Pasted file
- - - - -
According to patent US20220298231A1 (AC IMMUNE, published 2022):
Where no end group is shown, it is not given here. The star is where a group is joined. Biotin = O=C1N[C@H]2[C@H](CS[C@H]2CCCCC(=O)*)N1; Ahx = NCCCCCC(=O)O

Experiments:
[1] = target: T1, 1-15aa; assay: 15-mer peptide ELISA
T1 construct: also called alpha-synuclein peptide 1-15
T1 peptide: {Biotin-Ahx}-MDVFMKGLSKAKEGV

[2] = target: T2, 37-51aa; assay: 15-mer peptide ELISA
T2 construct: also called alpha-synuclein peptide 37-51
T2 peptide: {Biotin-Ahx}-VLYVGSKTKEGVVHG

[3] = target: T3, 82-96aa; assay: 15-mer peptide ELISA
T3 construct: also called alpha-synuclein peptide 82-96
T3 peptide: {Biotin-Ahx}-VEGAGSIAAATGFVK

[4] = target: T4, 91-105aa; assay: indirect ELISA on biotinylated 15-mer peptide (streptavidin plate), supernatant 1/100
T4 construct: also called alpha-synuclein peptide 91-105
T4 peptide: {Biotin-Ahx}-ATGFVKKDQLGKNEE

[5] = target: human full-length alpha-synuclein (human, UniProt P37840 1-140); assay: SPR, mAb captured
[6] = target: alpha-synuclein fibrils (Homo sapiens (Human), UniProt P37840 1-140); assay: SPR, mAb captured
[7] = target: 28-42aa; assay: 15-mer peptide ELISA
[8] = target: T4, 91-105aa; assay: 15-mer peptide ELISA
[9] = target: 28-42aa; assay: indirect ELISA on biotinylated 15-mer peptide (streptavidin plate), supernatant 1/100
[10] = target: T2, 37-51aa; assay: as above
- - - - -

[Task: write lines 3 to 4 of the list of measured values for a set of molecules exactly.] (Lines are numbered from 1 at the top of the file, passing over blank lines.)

Experiments:
[1] = target: T1, 1-15aa; assay: 15-mer peptide ELISA